By Mary-Lou Montgrain

I met my husband in a community choir. I am a soprano. He is a tenor. We had both been singing in choirs since a young age. He plays several instruments, studied violin, taught himself the piano & has always had a good ear for music. I had majored in music at university, had an ARCT in piano & Grade 8 singing and had taught vocal & instrumental music. We both came from musical families. My daughter also played violin and Allen’s mother had sung in choirs for many years. His brothers & sisters had all attended an Arts School and had learned an instrument during their high school years. So we had a lot in common from the musical standpoint. Allen had been widowed for some time and I had been divorced for many years. Allen was quite shy, but I made up for that, since I am a high school teacher, now retired, and talking was part of my job.

We discovered that we both enjoyed live theatre, so I invited him to join me and a female colleague to attend a local theatre production. My colleague was an avid badminton player who coached the badminton team at my school. Allen was an avid tennis player. So after the play they got into an animated discussion about racquet sports, of which I know almost nothing. I assumed that we all enjoyed the play, but it wasn’t discussed. The next school day my friend was full of praise for my new ”boyfriend”, as she called him, although I wasn’t sure that’s what he was. From that day on Allen & I went to many plays, visited art galleries, went on hikes, often with friends, and discovered that we had many shared interests in addition to music.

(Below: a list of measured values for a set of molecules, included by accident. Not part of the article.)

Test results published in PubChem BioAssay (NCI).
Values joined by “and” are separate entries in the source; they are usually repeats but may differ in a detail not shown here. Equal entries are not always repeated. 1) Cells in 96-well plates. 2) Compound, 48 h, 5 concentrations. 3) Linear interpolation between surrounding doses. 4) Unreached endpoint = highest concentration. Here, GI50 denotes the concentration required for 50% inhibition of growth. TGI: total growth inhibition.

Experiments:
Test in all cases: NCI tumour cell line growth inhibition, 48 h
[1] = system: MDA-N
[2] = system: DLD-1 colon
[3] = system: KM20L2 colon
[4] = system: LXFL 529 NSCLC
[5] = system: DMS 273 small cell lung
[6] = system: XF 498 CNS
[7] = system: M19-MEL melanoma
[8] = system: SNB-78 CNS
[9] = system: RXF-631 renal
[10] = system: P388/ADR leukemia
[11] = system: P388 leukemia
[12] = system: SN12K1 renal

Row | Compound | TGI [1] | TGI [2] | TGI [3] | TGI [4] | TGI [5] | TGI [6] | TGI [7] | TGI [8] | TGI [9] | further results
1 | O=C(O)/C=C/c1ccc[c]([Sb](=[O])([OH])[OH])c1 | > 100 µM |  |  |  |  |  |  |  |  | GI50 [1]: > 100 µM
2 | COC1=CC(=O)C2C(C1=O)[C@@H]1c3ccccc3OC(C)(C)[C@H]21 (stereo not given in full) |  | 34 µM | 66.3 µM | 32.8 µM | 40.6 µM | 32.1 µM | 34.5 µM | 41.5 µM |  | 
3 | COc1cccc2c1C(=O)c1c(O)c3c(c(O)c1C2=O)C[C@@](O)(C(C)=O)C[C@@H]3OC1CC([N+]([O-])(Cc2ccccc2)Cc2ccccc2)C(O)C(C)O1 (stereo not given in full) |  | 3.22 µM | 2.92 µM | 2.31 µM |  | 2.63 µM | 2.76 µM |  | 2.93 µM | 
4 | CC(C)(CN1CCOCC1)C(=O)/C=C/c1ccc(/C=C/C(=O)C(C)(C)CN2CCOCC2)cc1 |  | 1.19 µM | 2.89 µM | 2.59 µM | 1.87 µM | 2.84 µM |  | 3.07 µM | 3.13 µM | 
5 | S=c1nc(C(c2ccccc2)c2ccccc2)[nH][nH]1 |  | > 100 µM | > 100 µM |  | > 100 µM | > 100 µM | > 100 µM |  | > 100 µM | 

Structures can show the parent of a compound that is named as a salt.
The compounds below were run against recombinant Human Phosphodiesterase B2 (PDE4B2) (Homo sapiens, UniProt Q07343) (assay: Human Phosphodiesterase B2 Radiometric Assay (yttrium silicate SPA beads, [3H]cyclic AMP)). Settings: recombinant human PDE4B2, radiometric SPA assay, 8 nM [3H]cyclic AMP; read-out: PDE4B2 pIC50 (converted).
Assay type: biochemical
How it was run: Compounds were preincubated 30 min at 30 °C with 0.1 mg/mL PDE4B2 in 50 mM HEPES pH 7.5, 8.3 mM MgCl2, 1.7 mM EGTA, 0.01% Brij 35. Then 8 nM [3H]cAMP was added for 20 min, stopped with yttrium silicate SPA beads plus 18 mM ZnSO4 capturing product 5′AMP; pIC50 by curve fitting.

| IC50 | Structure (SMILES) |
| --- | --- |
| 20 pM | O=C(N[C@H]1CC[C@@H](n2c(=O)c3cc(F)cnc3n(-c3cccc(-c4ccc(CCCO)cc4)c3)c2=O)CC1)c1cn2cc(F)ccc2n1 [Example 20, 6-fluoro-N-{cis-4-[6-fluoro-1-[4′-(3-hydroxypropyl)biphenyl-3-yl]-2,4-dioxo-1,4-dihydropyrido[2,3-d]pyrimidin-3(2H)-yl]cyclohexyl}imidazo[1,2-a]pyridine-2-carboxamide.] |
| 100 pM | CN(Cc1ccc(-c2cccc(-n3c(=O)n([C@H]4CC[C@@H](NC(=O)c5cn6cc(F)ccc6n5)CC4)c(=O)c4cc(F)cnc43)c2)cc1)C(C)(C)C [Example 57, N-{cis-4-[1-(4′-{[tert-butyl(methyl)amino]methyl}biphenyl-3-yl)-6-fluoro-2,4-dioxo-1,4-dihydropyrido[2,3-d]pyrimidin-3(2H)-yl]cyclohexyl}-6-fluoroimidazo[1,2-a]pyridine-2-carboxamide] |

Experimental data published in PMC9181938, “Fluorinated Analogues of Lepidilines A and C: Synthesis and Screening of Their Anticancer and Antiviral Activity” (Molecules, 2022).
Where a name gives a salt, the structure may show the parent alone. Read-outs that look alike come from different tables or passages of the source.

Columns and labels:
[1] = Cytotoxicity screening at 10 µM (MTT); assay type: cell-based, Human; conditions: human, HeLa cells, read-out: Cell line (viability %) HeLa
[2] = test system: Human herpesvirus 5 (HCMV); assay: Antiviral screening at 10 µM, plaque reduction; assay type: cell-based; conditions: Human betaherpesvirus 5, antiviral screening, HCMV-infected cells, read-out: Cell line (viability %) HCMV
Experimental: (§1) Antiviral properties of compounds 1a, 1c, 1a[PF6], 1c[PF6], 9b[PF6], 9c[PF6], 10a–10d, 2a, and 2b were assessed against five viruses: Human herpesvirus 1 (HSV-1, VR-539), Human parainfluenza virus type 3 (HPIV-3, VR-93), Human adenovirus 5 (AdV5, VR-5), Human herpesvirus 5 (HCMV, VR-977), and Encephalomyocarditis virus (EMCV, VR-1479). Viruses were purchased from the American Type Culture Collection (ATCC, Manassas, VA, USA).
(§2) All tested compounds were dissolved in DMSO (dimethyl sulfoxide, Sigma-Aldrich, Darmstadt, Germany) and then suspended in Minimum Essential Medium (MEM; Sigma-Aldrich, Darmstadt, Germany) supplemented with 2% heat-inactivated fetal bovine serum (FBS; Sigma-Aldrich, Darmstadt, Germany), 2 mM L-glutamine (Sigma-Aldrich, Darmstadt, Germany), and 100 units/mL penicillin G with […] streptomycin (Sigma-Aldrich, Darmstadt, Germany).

Allen is part of a large family who have a family cottage near Burk’s Falls. My family is quite small, so when I first went to the cottage I was a bit overwhelmed with the number of relatives who wanted to “check out” Allen’s female friend. I assumed that I passed the test, judging by their smiles & comments. That weekend we enjoyed canoeing & swimming & I watched in awe as family & friends re-shingled the roof of the cottage & replaced the siding under the watchful eye of Allen’s dad. Apparently that sort of thing happened regularly, since there were five cottages on the one acre property & there was always work to be done. I discovered that Allen had acquired a lot of practical skills. Before we were married, Allen renovated my house where we now live. My adult kids, now living in their own homes, were suitably impressed. We had a small wedding in my back yard. My daughter was the Matron of Honour, my son was the DJ, & Allen’s daughter was a bridesmaid. We have just celebrated our 10th wedding anniversary and are continuing to sing in a choir we helped form when the original one folded.

There are many reasons for joining a choir. Like most of our fellow choristers, we wanted to experience the joy of singing with other musicians in the performance of beautiful choral music. Neither Allen nor I had planned to find a spouse by joining a choir. However, if we had not joined that first choir we might never have met. Music was the catalyst that brought us together and I shall always be grateful for that gift.

In conclusion, if you like to sing, consider joining a community choir. You will make friends, have fun, and take away wonderful memories that last a lifetime.